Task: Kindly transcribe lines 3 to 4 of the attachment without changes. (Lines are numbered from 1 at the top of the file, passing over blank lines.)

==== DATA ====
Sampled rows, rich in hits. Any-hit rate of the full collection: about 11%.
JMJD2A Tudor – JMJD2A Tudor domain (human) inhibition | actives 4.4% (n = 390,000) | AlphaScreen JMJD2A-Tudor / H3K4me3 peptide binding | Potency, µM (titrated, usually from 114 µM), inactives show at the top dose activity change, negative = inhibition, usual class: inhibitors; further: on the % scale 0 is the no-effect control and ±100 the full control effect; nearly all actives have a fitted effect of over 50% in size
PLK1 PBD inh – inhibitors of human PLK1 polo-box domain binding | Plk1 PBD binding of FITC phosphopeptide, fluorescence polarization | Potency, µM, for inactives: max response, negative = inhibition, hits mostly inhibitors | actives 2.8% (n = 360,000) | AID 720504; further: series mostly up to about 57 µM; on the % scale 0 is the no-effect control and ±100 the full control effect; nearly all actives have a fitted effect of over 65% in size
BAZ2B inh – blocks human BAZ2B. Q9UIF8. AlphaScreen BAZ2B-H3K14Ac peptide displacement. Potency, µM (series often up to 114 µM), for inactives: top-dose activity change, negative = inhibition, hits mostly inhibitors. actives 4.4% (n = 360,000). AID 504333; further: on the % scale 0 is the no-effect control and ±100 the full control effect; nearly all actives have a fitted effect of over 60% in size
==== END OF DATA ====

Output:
PLK1 PBD inh – inhibitors of human PLK1 polo-box domain binding | Plk1 PBD binding of FITC phosphopeptide, fluorescence polarization | Potency, µM, for inactives: max response, negative = inhibition, hits mostly inhibitors | actives 2.8% (n = 360,000) | AID 720504; further: series mostly up to about 57 µM; on the % scale 0 is the no-effect control and ±100 the full control effect; nearly all actives have a fitted effect of over 65% in size
BAZ2B inh – blocks human BAZ2B. Q9UIF8. AlphaScreen BAZ2B-H3K14Ac peptide displacement. Potency, µM (series often up to 114 µM), for inactives: top-dose activity change, negative = inhibition, hits mostly inhibitors. actives 4.4% (n = 360,000). AID 504333; further: on the % scale 0 is the no-effect control and ±100 the full control effect; nearly all actives have a fitted effect of over 60% in size